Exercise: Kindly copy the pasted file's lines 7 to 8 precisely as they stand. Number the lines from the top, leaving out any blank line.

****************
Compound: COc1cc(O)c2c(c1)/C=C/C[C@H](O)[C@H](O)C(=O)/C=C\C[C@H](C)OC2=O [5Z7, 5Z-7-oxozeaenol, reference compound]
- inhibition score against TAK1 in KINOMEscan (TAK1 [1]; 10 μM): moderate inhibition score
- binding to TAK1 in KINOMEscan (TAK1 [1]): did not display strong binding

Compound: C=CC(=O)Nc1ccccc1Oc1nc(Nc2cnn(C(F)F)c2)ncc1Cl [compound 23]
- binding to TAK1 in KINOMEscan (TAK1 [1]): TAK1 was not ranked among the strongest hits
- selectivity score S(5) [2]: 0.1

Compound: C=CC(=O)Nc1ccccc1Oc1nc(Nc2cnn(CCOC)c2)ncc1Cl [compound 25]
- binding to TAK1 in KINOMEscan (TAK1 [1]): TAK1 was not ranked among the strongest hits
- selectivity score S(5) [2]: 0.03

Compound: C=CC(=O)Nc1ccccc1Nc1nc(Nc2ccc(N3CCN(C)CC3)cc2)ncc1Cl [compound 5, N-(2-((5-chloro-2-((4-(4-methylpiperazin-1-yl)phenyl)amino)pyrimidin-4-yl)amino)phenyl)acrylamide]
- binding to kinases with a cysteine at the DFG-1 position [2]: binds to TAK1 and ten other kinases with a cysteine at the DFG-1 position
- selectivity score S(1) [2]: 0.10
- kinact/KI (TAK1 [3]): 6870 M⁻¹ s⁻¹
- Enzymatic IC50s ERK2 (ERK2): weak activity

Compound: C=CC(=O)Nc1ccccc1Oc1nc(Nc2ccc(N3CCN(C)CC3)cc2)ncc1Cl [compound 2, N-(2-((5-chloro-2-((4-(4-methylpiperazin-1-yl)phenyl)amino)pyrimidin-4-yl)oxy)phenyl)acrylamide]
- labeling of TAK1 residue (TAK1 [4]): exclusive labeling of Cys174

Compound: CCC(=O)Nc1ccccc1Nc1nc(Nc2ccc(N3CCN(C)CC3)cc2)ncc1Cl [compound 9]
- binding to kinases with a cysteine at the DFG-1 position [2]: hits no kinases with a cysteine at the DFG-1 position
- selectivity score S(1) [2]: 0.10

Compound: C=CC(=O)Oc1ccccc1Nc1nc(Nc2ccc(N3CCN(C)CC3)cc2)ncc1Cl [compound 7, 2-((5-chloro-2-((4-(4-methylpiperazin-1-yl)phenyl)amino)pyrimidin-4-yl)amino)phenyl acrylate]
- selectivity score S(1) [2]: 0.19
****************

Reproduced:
Compound: C=CC(=O)Nc1ccccc1Oc1nc(Nc2cnn(CCOC)c2)ncc1Cl [compound 25]
- binding to TAK1 in KINOMEscan (TAK1 [1]): TAK1 was not ranked among the strongest hits